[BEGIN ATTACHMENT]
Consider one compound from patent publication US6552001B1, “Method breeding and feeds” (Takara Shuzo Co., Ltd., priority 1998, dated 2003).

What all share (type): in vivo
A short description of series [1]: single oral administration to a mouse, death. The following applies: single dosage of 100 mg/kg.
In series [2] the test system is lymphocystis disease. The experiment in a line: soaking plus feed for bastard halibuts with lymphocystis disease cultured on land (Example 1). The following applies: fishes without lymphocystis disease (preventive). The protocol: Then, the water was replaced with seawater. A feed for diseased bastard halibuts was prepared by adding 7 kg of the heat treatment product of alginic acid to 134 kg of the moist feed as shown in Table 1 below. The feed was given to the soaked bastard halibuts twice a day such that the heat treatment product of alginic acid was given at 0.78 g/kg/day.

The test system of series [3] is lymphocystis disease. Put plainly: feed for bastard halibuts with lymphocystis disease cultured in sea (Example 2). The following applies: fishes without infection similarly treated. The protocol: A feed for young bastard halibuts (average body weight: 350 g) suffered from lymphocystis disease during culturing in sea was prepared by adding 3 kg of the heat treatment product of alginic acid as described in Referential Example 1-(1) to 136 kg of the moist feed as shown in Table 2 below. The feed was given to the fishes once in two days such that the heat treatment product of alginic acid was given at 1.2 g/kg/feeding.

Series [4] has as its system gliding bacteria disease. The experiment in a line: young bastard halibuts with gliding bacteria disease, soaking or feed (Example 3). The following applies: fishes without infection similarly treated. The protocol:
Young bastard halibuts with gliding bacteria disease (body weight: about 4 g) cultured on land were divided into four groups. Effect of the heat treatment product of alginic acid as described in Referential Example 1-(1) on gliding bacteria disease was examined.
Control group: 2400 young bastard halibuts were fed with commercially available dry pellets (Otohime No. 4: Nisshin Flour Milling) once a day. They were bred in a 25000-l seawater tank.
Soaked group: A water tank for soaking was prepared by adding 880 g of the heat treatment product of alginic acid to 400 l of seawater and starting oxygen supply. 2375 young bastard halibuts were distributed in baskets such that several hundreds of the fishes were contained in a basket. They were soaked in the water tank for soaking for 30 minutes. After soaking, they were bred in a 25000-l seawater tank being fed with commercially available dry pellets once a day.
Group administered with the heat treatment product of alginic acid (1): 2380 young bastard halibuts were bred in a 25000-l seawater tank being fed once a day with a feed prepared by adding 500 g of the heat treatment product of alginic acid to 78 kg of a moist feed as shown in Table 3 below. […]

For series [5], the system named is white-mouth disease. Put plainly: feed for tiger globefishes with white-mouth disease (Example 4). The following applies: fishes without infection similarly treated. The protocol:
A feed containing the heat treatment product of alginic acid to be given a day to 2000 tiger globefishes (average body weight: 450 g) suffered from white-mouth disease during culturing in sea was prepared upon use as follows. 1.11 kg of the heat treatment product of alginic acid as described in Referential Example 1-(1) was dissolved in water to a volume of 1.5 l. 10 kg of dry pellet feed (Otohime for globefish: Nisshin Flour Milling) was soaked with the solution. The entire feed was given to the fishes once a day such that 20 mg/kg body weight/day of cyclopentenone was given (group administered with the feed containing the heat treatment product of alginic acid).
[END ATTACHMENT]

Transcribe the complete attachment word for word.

Consider one compound from patent publication US6552001B1, “Method breeding and feeds” (Takara Shuzo Co., Ltd., priority 1998, dated 2003).

What all share (type): in vivo
A short description of series [1]: single oral administration to a mouse, death. The following applies: single dosage of 100 mg/kg.
In series [2] the test system is lymphocystis disease. The experiment in a line: soaking plus feed for bastard halibuts with lymphocystis disease cultured on land (Example 1). The following applies: fishes without lymphocystis disease (preventive). The protocol: Then, the water was replaced with seawater. A feed for diseased bastard halibuts was prepared by adding 7 kg of the heat treatment product of alginic acid to 134 kg of the moist feed as shown in Table 1 below. The feed was given to the soaked bastard halibuts twice a day such that the heat treatment product of alginic acid was given at 0.78 g/kg/day.

The test system of series [3] is lymphocystis disease. Put plainly: feed for bastard halibuts with lymphocystis disease cultured in sea (Example 2). The following applies: fishes without infection similarly treated. The protocol: A feed for young bastard halibuts (average body weight: 350 g) suffered from lymphocystis disease during culturing in sea was prepared by adding 3 kg of the heat treatment product of alginic acid as described in Referential Example 1-(1) to 136 kg of the moist feed as shown in Table 2 below. The feed was given to the fishes once in two days such that the heat treatment product of alginic acid was given at 1.2 g/kg/feeding.

Series [4] has as its system gliding bacteria disease. The experiment in a line: young bastard halibuts with gliding bacteria disease, soaking or feed (Example 3). The following applies: fishes without infection similarly treated. The protocol:
Young bastard halibuts with gliding bacteria disease (body weight: about 4 g) cultured on land were divided into four groups. Effect of the heat treatment product of alginic acid as described in Referential Example 1-(1) on gliding bacteria disease was examined.
Control group: 2400 young bastard halibuts were fed with commercially available dry pellets (Otohime No. 4: Nisshin Flour Milling) once a day. They were bred in a 25000-l seawater tank.
Soaked group: A water tank for soaking was prepared by adding 880 g of the heat treatment product of alginic acid to 400 l of seawater and starting oxygen supply. 2375 young bastard halibuts were distributed in baskets such that several hundreds of the fishes were contained in a basket. They were soaked in the water tank for soaking for 30 minutes. After soaking, they were bred in a 25000-l seawater tank being fed with commercially available dry pellets once a day.
Group administered with the heat treatment product of alginic acid (1): 2380 young bastard halibuts were bred in a 25000-l seawater tank being fed once a day with a feed prepared by adding 500 g of the heat treatment product of alginic acid to 78 kg of a moist feed as shown in Table 3 below. […]

For series [5], the system named is white-mouth disease. Put plainly: feed for tiger globefishes with white-mouth disease (Example 4). The following applies: fishes without infection similarly treated. The protocol:
A feed containing the heat treatment product of alginic acid to be given a day to 2000 tiger globefishes (average body weight: 450 g) suffered from white-mouth disease during culturing in sea was prepared upon use as follows. 1.11 kg of the heat treatment product of alginic acid as described in Referential Example 1-(1) was dissolved in water to a volume of 1.5 l. 10 kg of dry pellet feed (Otohime for globefish: Nisshin Flour Milling) was soaked with the solution. The entire feed was given to the fishes once a day such that 20 mg/kg body weight/day of cyclopentenone was given (group administered with the feed containing the heat treatment product of alginic acid).